Leslie George William GARDNER


GARDNER, Leslie George William

Service Numbers: 794A, 794, 794B
Enlisted: 8 November 1917
Last Rank: Private
Last Unit: 3rd Machine Gun Battalion
Born: Merimbula, New South Wales, Australia, July 1890
Home Town: Maleny, Sunshine Coast, Queensland
Schooling: Not yet discovered
Occupation: Farmer
Died: SW face & back, Etinehem, France, 22 August 1918
Cemetery: Villers-Bretonneux Military Cemetery
Villers-Bretonneux Military Cemetery (Plot VIII, Row E, Grave No. 10), Fouilloy, France
Memorials: Australian War Memorial Roll of Honour, Brisbane Grammar School Memorial Library WW1 Honour Board 1, Caloundra Shire of Landsborough WW1 Roll of Honour, Maleny Soldiers' Memorial Hospital Roll of Honor
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World War 1 Service

8 Nov 1917: Enlisted AIF WW1, Private, SN 794A, 12th Machine Gun Company
26 Nov 1917: Involvement Private, SN 794, 12th Machine Gun Company
26 Nov 1917: Embarked Private, SN 794, 12th Machine Gun Company, SS Indarra, Melbourne
21 Jun 1918: Transferred AIF WW1, Private, 3rd Machine Gun Company
22 Aug 1918: Involvement Private, SN 794B, 3rd Machine Gun Battalion

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Biography contributed by Evan Evans

From François Berthout

Today, it is with deep gratitude that I would like to honor the memory of a young Australian, a young man who came from the other side of the world and who fought here, in France, on the battlefields on which I walk today with respect, in his footsteps and in the footsteps of all his brothers in arms who came with the valiant heart and courage of a whole nation with whom we have built, in the trenches and the battlefields of the Somme, a very strong and deep friendship, I would like to pay a very respectful tribute to Private number 794/B Leslie George William Gardner who fought in the 3rd Battalion of the Australian Machine Gun Corps and who was killed in action 102 years ago,on August 22, 1918 at the age of 28 on the Somme front.

Leslie George William Gardner was born in 1890 in Merimbula, New South Wales and was the son of William Francis and Geffie Gardner, of John Street, Windsor, Brisbane, Queensland. Before the outbreak of the war, Leslie was single and lived in Maleny via Landsborough, Queensland, he was a member of the Maleny Rifle Club and worked as a farmer.

Enlisted on April 24, 1917 in Brisbane, Queensland in Machine Gun Company 12 of the Australian Machine Gun Corps, Reinforcement 15, he embarked with his unit from Melbourne, Victoria, on board SS Indarra on November 26, 1917 and sailed for Egypt and was disembarked in Suez the following month, on December 27, then he embarked with his battalion from Port Said on board the "Kashgar" on January 9, 1918 for Taranto, Italy, where he arrived on January 20 and received his training then he embarked on board the "Kenas Queen" on 31 January for England and was disembarked on 7 February and joined the 15th Training Battalion and received further training at Cedford then Grantham and embarked with his unit from Folkestone on June 18, 1918 for France.Leslie was disembarked in France the next day, June 19, 1918, and was sent with his unit to the Somme front.

Unfortunately, two months later, after having fought with great bravery, it was in the Somme that Leslie met his destiny. On the morning of August 22, 1918, at 6:00 a.m., during an attack in Etinehem, while he was on his machine gun, the Germans opened fire with their artillery for a barrage to stop the Australian advance, Leslie received a shrapnel in the face and in his back and was killed immediately, he was 28 years old.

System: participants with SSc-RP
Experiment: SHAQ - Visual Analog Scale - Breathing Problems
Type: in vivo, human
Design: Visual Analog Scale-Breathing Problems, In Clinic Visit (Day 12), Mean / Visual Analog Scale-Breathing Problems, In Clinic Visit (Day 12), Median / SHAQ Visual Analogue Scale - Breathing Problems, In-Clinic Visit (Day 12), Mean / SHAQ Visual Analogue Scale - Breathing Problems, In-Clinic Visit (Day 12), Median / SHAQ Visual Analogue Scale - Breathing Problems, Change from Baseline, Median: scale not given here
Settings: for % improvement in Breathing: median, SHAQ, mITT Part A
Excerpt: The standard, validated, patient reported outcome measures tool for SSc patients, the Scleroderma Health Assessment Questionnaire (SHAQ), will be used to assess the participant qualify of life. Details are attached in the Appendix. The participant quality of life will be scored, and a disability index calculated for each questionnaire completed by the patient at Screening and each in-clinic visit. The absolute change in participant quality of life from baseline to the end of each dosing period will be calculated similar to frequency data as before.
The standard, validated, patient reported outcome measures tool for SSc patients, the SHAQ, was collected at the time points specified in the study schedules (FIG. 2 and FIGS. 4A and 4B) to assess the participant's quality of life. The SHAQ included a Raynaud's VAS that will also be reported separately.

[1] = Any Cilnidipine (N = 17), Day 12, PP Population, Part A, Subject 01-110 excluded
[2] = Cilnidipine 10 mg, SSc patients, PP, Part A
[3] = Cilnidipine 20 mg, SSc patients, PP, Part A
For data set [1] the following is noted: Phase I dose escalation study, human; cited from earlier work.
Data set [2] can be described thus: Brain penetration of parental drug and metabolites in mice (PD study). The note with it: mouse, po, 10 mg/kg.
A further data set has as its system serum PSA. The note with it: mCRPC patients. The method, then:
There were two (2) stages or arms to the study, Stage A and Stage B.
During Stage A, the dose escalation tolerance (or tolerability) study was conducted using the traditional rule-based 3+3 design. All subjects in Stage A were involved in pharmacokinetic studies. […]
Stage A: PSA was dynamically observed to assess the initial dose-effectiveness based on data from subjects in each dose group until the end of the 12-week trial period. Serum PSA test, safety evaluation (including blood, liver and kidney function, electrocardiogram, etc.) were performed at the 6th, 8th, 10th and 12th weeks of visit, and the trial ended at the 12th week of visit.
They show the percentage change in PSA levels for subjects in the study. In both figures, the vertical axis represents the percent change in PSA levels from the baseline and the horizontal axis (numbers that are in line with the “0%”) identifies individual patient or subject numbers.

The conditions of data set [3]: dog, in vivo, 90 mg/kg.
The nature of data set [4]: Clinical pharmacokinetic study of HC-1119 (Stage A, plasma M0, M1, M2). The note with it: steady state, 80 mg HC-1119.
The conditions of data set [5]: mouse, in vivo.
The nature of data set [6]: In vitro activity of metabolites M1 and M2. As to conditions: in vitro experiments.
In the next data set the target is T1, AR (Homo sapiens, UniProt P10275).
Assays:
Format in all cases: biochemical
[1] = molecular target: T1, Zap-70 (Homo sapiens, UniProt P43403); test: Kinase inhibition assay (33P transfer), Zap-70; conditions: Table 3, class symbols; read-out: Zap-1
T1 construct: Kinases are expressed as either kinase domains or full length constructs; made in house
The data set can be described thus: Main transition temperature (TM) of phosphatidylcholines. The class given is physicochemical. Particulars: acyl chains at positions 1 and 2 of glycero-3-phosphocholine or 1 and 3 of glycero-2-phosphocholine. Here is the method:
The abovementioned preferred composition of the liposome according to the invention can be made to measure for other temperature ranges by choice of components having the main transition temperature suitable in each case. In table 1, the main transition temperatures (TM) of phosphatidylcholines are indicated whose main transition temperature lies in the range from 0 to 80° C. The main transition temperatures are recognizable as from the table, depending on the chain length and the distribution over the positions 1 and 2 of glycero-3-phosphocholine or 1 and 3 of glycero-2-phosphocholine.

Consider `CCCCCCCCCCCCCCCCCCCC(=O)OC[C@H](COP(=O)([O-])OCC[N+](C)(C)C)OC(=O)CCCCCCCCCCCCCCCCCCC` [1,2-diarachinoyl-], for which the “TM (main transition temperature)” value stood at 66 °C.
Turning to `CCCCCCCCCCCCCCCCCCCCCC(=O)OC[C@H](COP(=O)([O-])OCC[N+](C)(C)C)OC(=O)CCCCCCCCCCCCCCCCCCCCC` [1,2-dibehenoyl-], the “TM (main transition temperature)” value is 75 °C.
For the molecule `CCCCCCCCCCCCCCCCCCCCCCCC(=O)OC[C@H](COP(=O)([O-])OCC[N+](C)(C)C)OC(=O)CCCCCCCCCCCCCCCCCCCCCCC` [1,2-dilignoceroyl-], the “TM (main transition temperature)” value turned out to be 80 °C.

Today, Leslie George William Gardner rests in peace with his comrades and brothers in arms at Villers-Bretonneux Military Cemetery and his grave bears the following inscription "His country called he answered, now in God's hands he rests".

Leslie, it is from the bottom of my heart that on this day I want to say thank you, not just for having fought and served with bravery on the battlefields that saw so many of your brothers, your friends be mowed down by machine gun bullets but also for the youth and your life that you sacrificed for us, for the young people who live today in the peace for which you have answered the call of duty and for which you have fought days and nights in the hell of the battlefields of France, in the Somme which will be eternally grateful to you and which will always honor your memory with the greatest respect, you will always have a very big place in our hearts and a very great admiration for the men that you were, for all that you have done for us who have the chance to live without war, without being afraid of the next day and to enjoy life on this land of France which has seen so much fury, pain and blood shed by thousands of brave men like you Leslie who left their countries, their homes, the Australian sun for a uncertain future and who in the trenches hoped to return home and who gave their lives for the hope of a better world and that's what you gave us Sir, but I don't forget that to live in this peace, many young men like you fell, and who have as their last home, a white grave who are flowered by poppies and roses in front of which we bow with respect and devotion so that you will never be forgotten and to honor the memory of each of you who gave so much for us, today it is by learning from the past, by learning from you that we are building the future so that generations of young men will never again know the hell of war, we will protect the legacy you passed on to us by watching over you, over your graves that we will always bloom and take care of with love and devotion. you will never be forgotten.At the going down of the sun and in the morning,we will remember him,we will remember them.your memory will never fade.